Spring Mill State Park, Lawrence County, Indiana
I suppose my fascination with old mills began with the magnificent Hamer Mill at Spring Mill State Park, about twelve miles south of Bedford, Indiana, where I was born. Growing up in the area, Spring Mill was the default destination for Sunday School picnics, class outings, family reunions and the like. I’m told that I was taken to Spring Mill as a small child, but my first clear memory is of a school picnic there at the end of my third grade year at the one-room Tempy School in Martin County, which had about 25 students in grades one through six.
During my high school years there were many outings at Spring Mill, and years later when my six siblings were grown and there were enough Jenkins to have our own family reunion we assembled at Spring Mill every year, culminating with our parents’ 65th anniversary in 1999.
Dad died in 2000 and the reunions became more sporadic after that, but all but one were at Spring Mill. Always, every trip to the park included a pleasant walk from the picnic area to the old mill and the “pioneer settlement” that surrounded it; a village that consisted of many old houses, most of them built of logs, most original to the village, plus a few moved in from other locations.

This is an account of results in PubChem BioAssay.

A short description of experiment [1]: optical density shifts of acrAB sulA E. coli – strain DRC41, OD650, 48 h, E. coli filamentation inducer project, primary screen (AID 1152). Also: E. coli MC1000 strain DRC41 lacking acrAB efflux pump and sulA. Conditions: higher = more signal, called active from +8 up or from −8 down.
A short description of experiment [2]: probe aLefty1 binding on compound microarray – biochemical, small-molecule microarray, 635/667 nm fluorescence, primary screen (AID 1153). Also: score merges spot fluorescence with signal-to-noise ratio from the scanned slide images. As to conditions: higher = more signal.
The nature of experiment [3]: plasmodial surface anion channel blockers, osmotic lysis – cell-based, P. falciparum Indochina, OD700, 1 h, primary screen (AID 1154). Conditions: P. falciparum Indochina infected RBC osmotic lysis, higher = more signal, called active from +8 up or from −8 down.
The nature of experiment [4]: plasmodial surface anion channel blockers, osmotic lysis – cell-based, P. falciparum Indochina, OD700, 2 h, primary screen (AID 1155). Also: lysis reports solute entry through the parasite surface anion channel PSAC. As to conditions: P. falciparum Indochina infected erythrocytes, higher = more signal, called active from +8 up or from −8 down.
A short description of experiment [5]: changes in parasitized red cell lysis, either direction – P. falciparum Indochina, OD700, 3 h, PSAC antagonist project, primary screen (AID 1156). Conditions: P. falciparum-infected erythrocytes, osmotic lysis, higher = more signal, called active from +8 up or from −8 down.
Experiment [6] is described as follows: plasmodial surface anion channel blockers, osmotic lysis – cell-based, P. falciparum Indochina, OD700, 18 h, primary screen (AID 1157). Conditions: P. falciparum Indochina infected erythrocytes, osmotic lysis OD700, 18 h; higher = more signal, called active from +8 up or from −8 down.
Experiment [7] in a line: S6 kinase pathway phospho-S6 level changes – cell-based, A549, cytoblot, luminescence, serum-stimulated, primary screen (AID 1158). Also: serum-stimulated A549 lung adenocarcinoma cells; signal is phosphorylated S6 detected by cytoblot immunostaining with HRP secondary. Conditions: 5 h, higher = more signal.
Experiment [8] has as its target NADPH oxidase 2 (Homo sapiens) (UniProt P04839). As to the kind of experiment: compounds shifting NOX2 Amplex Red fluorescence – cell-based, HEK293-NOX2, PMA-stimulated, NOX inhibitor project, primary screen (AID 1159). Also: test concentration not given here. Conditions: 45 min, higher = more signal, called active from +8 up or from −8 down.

Built of locally quarried limestone by the Bullitt brothers in 1817, the mill is three stories high and has walls three feet thick at the base. It replaced a much smaller log mill built in 1814. The 25-foot overshot wheel is fed by a flume carrying water from Hamer Cave.
Located in a deep valley in the southern Indiana hill country, the mill and its little village must have been an isolated place, but the mill and village flourished all through the mid-19th century. In 1896 the mill was abandoned until the 1920s when the state acquired the property, made it a state park, and began to restore the mill and the village. The original milling equipment is intact and still works. My wife buys a few pounds of corn meal every time we visit the park.
My interest in old structures lay dormant for many years, but returned in force when we moved from Miami to Chattanooga in 1970. We lived for 17 years within a mile or two of Gray's Mill at Graysville, Georgia, and I photographed it many times, as well as other old buildings. Graysville although tiny, has some interesting buildings. I'll write more about it sometime soon.
Warwoman Creek, Rabun County, Georgia
At the other end of the spectrum from the majestic Hamer Mill is the tiny, long abandoned mill on Warwoman Creek in Rabun County, Georgia. Its roof is falling in and just a fragment of its wheel remains. But I love them both. They speak to me of history, of lives lived.
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(Photographs copyright David B. Jenkins 2020)
Soli Gloria Deo
To the glory of God alone